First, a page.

Mike Richardson and Keith Goldberg will exec produce for Dark Horse. Michael Lachance will oversee the project for Sony Pictures Animation (SPA) with president of production Michelle Raimo-Kouyate.

“Sony Pictures Animation is always looking for original characters, and Chickenhare is a true original,” said Raimo-Kouyate.  “This story has everything we want in an animated film — broad comedy, heartfelt emotion, universal themes, and a one-of-a-kind hero that audiences will love.”

“Chris Grine’s Chickenhare is one of the quirkiest characters we’ve ever published,” added Richardson. “We’re excited that the good people at Sony Pictures Animation responded so enthusiastically to what has to be one of our greatest comics-to-film projects yet. The more animated movies I see, the more I want to make them, and in Chickenhare we found a character so colorful and three-dimensional that he could only exist in an animated world.”

Grine, a graduate from Ringling School of Art & Design, is also the creator of 165 Bots withStuff, which were featured on the Shoebox blog.

Rango Revels in Dirt on Blu-ray

Posted on by Bill Desowitz in Animation, Home Entertainment, Tech, VFX | Leave a comment

Score another one for Rango, which is the best animated feature so far this year. The Blu-ray released last Friday from Paramount Home Ent. is stunning reference quality, which is ironic given the dirty aesthetic: We luxuriate in every dirty, grimy, dusty, fuzzy detail; the blacks are deep; and the spaghetti Western-inspired compositions are full of depth. Who needs 3-D when you have such a tactile experience with reptilian skin and parched desert surroundings?

ILM’s first foray into animation proved to be a smooth transition, considering its legendary achievements in photoreal VFX. The San Francisco studio created a unique “photo-surreal” look that embraced imperfection. The performances were also aided by director Gore Verbinski’s live-action mode of shooting Johnny Depp and the other voice actors. Check out the audio commentary that includes animation supervisor Hal Hickel and VFX supervisor Tim Alexander, as well as the “Breaking the Rules: Making Animation History doc. As an added bonus, there’s an extended cut with a four-minute coda in which the inhabitants of Dirt take a detour, so to speak.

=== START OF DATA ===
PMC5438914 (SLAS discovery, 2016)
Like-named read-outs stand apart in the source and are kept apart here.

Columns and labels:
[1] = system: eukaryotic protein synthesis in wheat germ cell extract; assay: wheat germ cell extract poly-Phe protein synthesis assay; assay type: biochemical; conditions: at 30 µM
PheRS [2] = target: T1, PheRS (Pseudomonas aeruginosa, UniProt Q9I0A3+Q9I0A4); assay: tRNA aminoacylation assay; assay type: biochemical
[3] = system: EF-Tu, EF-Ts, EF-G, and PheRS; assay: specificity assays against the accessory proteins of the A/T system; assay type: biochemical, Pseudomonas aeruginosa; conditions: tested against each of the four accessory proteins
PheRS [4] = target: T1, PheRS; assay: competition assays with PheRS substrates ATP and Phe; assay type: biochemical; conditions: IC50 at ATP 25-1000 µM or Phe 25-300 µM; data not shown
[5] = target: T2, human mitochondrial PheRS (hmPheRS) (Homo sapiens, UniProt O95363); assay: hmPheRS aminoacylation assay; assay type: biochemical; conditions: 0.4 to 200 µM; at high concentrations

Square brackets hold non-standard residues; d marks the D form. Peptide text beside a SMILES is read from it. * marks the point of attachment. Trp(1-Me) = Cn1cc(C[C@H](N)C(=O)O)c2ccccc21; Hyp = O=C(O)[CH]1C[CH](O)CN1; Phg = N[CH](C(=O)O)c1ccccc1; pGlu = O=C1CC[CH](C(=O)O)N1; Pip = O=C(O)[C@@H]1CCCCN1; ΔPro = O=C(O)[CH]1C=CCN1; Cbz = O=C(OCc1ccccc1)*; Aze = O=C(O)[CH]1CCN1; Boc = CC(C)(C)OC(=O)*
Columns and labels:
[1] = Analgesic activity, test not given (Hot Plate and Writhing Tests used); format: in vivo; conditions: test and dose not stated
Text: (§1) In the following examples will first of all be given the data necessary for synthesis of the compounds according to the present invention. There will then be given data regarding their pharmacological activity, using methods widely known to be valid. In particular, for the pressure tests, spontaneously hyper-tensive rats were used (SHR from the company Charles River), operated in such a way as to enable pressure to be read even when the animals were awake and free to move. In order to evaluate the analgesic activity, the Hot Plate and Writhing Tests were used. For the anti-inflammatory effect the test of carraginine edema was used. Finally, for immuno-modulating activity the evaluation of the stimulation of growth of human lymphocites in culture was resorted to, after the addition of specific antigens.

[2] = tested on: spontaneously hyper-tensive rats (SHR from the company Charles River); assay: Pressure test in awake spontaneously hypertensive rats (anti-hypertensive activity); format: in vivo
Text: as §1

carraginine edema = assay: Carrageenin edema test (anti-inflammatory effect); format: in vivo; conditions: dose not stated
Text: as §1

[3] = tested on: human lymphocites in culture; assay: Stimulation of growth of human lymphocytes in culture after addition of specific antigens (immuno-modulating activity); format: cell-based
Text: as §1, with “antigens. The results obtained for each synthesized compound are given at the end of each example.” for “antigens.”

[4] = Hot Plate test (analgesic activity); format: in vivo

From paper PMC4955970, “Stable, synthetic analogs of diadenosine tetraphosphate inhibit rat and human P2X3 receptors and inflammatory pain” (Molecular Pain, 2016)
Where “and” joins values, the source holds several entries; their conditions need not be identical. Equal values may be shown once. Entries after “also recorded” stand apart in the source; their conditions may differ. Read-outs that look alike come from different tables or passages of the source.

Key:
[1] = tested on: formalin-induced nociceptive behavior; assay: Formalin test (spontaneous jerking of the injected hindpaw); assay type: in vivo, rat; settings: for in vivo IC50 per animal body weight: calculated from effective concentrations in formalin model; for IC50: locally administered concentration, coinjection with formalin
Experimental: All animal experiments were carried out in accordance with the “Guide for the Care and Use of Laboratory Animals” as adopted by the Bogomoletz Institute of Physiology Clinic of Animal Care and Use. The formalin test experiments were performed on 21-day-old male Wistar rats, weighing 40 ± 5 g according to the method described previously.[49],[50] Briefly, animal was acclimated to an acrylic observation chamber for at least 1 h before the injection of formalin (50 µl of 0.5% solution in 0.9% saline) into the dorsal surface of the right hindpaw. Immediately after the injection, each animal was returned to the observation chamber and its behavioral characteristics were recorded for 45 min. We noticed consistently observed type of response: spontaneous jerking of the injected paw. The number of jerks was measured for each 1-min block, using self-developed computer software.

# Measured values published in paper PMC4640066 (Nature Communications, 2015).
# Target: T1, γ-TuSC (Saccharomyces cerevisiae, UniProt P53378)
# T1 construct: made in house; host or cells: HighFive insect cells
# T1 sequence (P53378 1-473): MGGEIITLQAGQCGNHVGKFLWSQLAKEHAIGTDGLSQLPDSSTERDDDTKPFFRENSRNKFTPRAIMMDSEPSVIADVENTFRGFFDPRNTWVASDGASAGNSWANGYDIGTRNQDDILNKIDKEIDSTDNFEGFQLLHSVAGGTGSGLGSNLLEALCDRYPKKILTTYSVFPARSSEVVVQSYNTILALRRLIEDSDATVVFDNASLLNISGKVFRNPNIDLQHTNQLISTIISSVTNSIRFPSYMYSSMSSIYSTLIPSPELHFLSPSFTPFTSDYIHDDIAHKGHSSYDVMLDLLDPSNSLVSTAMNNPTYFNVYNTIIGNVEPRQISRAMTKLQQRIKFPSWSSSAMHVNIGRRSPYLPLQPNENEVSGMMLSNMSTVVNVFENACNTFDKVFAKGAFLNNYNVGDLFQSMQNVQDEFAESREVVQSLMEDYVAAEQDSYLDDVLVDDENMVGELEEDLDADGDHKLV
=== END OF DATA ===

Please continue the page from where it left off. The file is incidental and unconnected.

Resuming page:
“What he wanted was something very different from the neat and tidy and colorful mainstream feature animation that we’ve become accustomed to,” Hickel suggests.

Potter’s VFX at IndieWIRE

Posted on by Bill Desowitz in 3-D, Animation, Books, Movies, Tech, VFX | Leave a comment

Just posted “Winding Down Potter’s VFX” at IndieWIRE’s TOH. The Soho VFX companies have come of age with the Wizard of Hogwarts and are certainly poised for life beyond Potter. In due time, I’ll be covering the accomplishments of Part 2.

 

Pooh at IndieWIRE

Posted on by Bill Desowitz in Animation, Movies, Trailers | Leave a comment

“Winnie the Pooh vs. Harry Potter” marks my debut today with Thompson on Hollywood (TOH) at IndieWIRE, where I will be writing regularly about animation, VFX and below-the-line.

 

 

 

 

 

Pooh: A Hand-Drawn Poster Child

Posted on by Bill Desowitz in Animation, Movies, Trailers | Leave a comment